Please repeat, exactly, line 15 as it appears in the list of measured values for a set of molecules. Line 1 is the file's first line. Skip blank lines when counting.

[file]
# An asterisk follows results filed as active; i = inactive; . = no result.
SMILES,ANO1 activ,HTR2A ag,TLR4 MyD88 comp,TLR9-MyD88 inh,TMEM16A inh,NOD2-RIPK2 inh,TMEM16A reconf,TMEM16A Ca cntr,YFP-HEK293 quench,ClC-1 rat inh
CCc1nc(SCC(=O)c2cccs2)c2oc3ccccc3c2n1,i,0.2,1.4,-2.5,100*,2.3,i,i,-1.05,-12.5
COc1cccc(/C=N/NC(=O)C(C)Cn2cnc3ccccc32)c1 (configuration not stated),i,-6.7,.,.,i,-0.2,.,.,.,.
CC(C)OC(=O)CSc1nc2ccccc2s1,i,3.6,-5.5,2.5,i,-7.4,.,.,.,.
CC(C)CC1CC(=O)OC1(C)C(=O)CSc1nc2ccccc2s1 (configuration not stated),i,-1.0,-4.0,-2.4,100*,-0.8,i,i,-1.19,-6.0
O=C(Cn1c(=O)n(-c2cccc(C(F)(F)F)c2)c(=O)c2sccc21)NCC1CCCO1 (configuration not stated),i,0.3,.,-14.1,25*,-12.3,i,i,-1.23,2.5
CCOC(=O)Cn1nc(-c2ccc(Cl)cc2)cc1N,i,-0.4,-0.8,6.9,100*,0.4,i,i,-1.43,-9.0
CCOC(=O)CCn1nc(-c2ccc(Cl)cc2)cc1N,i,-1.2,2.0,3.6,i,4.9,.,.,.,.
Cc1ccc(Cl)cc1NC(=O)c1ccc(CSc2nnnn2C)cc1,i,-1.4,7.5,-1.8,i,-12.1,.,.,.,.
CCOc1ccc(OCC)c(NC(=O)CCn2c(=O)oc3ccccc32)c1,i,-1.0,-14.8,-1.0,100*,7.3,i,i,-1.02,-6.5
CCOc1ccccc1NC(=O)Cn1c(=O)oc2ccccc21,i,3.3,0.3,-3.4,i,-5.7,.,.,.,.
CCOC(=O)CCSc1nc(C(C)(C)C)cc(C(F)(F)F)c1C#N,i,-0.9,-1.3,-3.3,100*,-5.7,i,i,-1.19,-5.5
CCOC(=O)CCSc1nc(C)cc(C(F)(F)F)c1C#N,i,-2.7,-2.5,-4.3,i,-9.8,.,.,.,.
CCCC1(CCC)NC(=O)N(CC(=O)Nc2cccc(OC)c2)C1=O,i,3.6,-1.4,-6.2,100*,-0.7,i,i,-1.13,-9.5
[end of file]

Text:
CCCC1(CCC)NC(=O)N(CC(=O)Nc2cccc(OC)c2)C1=O,i,3.6,-1.4,-6.2,100*,-0.7,i,i,-1.13,-9.5